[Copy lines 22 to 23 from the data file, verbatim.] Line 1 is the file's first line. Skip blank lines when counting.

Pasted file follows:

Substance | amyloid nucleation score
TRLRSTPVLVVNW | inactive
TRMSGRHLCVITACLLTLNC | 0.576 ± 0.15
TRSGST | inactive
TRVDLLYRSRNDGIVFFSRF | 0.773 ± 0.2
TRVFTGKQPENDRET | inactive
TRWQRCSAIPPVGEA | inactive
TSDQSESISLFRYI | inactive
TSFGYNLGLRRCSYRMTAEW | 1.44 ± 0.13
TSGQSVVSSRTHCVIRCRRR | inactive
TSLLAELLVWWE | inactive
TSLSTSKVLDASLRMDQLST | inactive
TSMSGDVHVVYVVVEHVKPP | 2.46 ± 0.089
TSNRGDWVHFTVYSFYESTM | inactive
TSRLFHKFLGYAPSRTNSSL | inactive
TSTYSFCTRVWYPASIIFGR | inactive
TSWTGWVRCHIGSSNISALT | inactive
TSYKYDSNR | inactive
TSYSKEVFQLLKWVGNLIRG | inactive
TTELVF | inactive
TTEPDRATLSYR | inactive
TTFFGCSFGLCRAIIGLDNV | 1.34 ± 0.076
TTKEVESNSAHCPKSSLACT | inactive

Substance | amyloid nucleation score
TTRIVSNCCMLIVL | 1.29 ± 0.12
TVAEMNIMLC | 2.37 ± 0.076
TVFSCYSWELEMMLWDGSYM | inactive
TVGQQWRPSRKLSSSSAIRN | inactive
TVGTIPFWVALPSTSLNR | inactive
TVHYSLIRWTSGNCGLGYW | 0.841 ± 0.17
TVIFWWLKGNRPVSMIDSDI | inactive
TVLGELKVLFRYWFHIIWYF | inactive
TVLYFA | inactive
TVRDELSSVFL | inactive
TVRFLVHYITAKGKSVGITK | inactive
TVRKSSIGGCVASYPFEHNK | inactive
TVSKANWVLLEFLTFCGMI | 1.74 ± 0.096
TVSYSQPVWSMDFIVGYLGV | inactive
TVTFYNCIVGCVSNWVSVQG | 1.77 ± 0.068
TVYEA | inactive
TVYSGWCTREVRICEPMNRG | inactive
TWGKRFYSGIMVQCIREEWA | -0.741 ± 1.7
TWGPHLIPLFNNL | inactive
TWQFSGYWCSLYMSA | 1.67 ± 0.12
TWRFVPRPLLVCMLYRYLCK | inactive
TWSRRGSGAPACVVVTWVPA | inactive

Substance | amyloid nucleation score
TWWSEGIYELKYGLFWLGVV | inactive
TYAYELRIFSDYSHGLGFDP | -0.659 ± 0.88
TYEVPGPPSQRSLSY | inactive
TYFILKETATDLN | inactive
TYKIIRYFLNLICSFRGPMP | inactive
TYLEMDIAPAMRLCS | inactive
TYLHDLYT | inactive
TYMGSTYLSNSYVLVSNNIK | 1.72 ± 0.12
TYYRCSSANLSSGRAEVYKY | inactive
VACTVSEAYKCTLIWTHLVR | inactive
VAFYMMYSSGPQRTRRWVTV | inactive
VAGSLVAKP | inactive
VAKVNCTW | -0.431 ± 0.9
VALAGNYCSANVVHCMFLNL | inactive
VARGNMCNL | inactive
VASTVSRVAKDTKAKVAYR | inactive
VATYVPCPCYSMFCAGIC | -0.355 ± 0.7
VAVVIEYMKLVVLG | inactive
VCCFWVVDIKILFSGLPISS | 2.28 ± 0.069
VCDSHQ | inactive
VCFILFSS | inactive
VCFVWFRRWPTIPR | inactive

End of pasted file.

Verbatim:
TTFFGCSFGLCRAIIGLDNV | 1.34 ± 0.076
TTKEVESNSAHCPKSSLACT | inactive